Technology has improved. You'd expect that to result in actual improvements beyond being able to see a web page render more quickly on your mobile. We know capacity has improved, so why can't we access it?

Comment Re:Win3.x Win8.x (Score 2) 101

I'm finding it fairly amusing that Windows 3.x actually looks quite fresh and, ugly pre-anti-aliasing font aside, fairly modern. Which is odd because at the time, as a user of AmigaOS 2.04 at home, I thought it looked clumsy and ugly (and everyone else started to agree about the look of Windows 3.x when Windows 95 came out.)

There's a lot of flatness to the Windows 3.x UI, which is something that's in vogue again.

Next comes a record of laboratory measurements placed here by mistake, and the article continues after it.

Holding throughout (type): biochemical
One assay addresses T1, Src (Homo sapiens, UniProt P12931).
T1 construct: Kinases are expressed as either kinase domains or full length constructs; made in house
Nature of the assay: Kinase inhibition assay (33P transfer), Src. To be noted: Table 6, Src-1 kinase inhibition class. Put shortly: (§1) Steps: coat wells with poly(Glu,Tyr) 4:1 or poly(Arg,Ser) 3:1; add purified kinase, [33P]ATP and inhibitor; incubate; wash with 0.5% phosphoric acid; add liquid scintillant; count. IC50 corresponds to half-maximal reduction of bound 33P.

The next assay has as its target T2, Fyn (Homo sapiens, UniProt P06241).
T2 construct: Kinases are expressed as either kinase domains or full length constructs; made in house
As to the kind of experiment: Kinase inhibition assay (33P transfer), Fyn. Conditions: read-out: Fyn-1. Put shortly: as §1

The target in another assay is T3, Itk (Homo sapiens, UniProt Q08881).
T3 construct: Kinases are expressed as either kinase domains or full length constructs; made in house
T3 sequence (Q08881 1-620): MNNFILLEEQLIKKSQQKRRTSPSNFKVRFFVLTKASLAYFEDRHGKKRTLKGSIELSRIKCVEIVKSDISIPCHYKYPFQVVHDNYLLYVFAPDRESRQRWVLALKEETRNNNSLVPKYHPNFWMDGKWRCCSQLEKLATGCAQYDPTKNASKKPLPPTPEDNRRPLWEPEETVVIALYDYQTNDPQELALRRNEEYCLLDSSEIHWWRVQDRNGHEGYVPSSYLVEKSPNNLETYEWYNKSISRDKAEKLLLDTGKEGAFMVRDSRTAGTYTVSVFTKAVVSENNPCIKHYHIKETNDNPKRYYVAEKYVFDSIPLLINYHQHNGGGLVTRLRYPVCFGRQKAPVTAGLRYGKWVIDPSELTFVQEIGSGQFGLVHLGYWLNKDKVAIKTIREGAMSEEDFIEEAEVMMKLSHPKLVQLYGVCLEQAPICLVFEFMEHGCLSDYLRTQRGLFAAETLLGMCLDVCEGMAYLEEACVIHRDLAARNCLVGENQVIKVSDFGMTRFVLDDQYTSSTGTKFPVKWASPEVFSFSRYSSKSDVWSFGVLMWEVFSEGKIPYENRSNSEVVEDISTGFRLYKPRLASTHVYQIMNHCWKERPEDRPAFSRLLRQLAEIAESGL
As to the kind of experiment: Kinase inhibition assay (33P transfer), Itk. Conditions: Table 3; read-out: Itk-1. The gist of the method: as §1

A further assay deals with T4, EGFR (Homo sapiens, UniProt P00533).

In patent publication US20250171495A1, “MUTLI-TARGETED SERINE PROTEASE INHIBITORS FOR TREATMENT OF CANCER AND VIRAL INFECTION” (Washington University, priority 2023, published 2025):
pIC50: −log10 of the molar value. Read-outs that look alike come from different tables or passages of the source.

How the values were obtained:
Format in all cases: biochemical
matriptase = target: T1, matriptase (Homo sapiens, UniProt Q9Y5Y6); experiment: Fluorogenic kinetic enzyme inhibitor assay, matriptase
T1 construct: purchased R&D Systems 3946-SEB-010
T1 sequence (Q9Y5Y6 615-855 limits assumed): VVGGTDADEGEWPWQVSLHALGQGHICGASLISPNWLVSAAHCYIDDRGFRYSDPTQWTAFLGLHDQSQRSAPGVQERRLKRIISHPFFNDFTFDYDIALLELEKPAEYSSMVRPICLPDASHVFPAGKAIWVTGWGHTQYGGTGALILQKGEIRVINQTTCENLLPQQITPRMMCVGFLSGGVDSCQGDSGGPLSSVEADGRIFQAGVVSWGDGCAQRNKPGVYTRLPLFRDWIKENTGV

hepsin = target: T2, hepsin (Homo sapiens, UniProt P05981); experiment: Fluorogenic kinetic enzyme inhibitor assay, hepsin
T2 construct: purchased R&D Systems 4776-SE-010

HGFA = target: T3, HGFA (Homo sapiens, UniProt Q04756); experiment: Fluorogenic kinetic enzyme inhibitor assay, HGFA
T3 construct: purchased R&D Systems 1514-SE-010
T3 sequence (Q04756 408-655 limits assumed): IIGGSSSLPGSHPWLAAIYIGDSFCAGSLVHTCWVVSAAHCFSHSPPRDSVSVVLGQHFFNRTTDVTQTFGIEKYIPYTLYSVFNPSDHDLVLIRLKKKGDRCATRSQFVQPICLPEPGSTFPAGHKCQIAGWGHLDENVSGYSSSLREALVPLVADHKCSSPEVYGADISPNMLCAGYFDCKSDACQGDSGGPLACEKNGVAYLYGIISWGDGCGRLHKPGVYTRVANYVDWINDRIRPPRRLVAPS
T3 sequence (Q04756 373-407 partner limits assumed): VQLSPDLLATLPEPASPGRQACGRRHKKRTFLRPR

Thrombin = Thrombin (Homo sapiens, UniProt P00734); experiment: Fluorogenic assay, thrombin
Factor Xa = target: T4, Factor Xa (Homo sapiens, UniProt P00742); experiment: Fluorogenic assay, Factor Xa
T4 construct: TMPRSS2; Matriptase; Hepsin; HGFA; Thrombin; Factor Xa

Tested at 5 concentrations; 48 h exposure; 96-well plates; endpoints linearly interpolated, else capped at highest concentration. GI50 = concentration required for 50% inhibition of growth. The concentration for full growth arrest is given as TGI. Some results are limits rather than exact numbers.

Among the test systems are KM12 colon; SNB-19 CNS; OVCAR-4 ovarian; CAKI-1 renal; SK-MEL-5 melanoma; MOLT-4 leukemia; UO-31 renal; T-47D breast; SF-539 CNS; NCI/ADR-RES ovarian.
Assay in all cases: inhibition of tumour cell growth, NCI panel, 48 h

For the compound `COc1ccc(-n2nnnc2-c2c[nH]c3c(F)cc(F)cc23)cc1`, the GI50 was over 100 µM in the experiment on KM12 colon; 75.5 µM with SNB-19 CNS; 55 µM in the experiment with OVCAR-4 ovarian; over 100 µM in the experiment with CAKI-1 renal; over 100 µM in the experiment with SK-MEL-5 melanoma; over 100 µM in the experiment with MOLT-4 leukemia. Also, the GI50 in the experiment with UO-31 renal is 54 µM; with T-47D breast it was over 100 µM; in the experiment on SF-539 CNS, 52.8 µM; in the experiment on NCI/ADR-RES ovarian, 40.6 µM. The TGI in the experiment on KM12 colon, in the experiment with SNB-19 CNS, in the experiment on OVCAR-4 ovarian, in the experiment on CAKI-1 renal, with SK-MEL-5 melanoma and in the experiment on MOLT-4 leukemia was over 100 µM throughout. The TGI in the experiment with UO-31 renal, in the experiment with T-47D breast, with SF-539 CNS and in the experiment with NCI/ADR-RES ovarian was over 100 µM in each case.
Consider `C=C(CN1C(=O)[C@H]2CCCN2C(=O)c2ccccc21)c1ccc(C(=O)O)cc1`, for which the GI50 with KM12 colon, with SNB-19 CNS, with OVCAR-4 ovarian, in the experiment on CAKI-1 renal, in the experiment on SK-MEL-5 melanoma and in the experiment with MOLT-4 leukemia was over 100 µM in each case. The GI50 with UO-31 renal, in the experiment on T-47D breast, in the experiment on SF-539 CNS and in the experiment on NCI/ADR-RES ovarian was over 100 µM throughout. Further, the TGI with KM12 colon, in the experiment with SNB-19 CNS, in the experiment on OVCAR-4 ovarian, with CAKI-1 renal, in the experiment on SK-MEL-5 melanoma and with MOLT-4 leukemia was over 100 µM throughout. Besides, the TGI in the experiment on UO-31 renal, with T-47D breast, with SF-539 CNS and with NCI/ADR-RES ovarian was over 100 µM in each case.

Comment Great (Score 4, Interesting) 44

Gigabit LTE means that you'll be able to use up your entire high speed data quota in less than a minute, unless the carriers finally update their data pricing models.

How is it that we've ended up with $10 for 10Gb or less of data now for about ten years? In the meantime, we've gone from inefficient EDGE to unbelievably efficient LTE, with HSPA+ available now for, what, the last five years on most GSM family networks?

Yet the data prices haven't budged. The carriers have more bandwidth than ever, more efficient ways of using it than ever, but they still think they're running ancient EDGE or cdma2000 networks.

On a positive note, this is more bandwidth than most people's cable modems. I wonder if the cable industry will catch up.

Comment Re:Solution? (Score 4, Interesting) 146

Cultural and social cues too. British people, for example, frequently accuse people from a certain large Northern European country of having no sense of humor. Why? Well, because when they/we (I'm an ex-Brit) make sarcastic comments in front of them, said Northern Europeans take it seriously.